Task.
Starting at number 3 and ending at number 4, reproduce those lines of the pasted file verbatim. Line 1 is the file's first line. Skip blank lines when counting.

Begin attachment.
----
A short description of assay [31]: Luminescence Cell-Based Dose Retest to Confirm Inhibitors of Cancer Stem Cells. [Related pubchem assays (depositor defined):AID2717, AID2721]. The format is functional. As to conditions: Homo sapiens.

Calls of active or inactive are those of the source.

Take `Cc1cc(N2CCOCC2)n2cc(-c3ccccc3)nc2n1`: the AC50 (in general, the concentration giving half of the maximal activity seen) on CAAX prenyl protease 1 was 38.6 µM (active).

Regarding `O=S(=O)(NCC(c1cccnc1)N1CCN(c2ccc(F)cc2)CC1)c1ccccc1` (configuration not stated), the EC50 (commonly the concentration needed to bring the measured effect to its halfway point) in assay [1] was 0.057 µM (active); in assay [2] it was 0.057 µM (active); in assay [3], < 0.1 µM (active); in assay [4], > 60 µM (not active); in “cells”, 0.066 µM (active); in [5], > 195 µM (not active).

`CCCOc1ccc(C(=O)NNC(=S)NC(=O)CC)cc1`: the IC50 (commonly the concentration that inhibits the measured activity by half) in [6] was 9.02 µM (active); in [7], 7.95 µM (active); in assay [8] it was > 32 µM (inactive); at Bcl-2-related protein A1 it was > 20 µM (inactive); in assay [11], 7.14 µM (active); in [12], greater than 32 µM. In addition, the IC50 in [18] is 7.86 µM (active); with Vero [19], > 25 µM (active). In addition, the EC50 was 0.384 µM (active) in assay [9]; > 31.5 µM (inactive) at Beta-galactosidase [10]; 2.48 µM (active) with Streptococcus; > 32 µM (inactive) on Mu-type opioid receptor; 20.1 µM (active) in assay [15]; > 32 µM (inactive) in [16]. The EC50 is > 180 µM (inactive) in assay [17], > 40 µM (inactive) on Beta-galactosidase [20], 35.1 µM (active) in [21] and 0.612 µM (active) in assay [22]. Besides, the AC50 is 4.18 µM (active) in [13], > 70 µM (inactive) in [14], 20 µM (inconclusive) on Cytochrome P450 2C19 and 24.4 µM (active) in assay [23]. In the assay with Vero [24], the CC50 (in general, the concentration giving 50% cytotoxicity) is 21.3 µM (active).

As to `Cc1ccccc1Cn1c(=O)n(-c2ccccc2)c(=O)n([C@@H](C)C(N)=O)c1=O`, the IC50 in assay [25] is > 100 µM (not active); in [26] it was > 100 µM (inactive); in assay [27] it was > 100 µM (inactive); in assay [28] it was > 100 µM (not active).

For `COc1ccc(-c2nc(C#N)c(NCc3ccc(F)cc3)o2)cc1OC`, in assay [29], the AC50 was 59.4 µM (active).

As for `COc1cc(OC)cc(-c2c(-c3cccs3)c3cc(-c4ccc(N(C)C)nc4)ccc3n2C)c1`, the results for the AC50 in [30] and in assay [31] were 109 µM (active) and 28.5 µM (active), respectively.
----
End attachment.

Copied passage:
Take `Cc1cc(N2CCOCC2)n2cc(-c3ccccc3)nc2n1`: the AC50 (in general, the concentration giving half of the maximal activity seen) on CAAX prenyl protease 1 was 38.6 µM (active).

Regarding `O=S(=O)(NCC(c1cccnc1)N1CCN(c2ccc(F)cc2)CC1)c1ccccc1` (configuration not stated), the EC50 (commonly the concentration needed to bring the measured effect to its halfway point) in assay [1] was 0.057 µM (active); in assay [2] it was 0.057 µM (active); in assay [3], < 0.1 µM (active); in assay [4], > 60 µM (not active); in “cells”, 0.066 µM (active); in [5], > 195 µM (not active).